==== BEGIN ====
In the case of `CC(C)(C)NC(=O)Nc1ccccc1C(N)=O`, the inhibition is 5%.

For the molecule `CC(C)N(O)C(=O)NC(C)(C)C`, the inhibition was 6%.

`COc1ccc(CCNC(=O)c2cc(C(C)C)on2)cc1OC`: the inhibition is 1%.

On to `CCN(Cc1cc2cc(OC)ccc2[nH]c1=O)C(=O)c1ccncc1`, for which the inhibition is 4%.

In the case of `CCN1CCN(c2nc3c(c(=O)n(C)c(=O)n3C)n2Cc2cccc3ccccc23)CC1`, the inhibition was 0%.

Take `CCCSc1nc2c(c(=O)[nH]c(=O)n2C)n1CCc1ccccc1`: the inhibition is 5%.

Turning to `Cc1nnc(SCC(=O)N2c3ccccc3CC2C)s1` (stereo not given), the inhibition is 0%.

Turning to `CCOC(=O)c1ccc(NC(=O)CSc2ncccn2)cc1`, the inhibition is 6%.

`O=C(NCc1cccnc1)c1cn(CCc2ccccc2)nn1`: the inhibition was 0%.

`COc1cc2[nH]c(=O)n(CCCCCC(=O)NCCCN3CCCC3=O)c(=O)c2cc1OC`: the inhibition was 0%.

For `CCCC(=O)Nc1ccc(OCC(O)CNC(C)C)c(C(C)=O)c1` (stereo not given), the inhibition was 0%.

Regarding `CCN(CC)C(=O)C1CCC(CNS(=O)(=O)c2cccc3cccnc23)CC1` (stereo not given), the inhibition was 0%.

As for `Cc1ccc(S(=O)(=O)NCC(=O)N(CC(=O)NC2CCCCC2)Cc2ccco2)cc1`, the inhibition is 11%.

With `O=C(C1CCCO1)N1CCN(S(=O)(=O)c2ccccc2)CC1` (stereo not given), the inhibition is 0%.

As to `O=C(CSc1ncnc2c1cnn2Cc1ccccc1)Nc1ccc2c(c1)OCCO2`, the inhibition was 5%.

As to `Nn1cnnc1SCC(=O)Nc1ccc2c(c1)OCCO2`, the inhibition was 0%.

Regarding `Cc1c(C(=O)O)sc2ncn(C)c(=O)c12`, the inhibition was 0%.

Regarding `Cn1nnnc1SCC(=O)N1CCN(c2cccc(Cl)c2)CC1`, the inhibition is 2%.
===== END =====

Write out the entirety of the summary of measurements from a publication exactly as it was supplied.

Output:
In the case of `CC(C)(C)NC(=O)Nc1ccccc1C(N)=O`, the inhibition is 5%.

For the molecule `CC(C)N(O)C(=O)NC(C)(C)C`, the inhibition was 6%.

`COc1ccc(CCNC(=O)c2cc(C(C)C)on2)cc1OC`: the inhibition is 1%.

On to `CCN(Cc1cc2cc(OC)ccc2[nH]c1=O)C(=O)c1ccncc1`, for which the inhibition is 4%.

In the case of `CCN1CCN(c2nc3c(c(=O)n(C)c(=O)n3C)n2Cc2cccc3ccccc23)CC1`, the inhibition was 0%.

Take `CCCSc1nc2c(c(=O)[nH]c(=O)n2C)n1CCc1ccccc1`: the inhibition is 5%.

Turning to `Cc1nnc(SCC(=O)N2c3ccccc3CC2C)s1` (stereo not given), the inhibition is 0%.

Turning to `CCOC(=O)c1ccc(NC(=O)CSc2ncccn2)cc1`, the inhibition is 6%.

`O=C(NCc1cccnc1)c1cn(CCc2ccccc2)nn1`: the inhibition was 0%.

`COc1cc2[nH]c(=O)n(CCCCCC(=O)NCCCN3CCCC3=O)c(=O)c2cc1OC`: the inhibition was 0%.

For `CCCC(=O)Nc1ccc(OCC(O)CNC(C)C)c(C(C)=O)c1` (stereo not given), the inhibition was 0%.

Regarding `CCN(CC)C(=O)C1CCC(CNS(=O)(=O)c2cccc3cccnc23)CC1` (stereo not given), the inhibition was 0%.

As for `Cc1ccc(S(=O)(=O)NCC(=O)N(CC(=O)NC2CCCCC2)Cc2ccco2)cc1`, the inhibition is 11%.

With `O=C(C1CCCO1)N1CCN(S(=O)(=O)c2ccccc2)CC1` (stereo not given), the inhibition is 0%.

As to `O=C(CSc1ncnc2c1cnn2Cc1ccccc1)Nc1ccc2c(c1)OCCO2`, the inhibition was 5%.

As to `Nn1cnnc1SCC(=O)Nc1ccc2c(c1)OCCO2`, the inhibition was 0%.

Regarding `Cc1c(C(=O)O)sc2ncn(C)c(=O)c12`, the inhibition was 0%.

Regarding `Cn1nnnc1SCC(=O)N1CCN(c2cccc(Cl)c2)CC1`, the inhibition is 2%.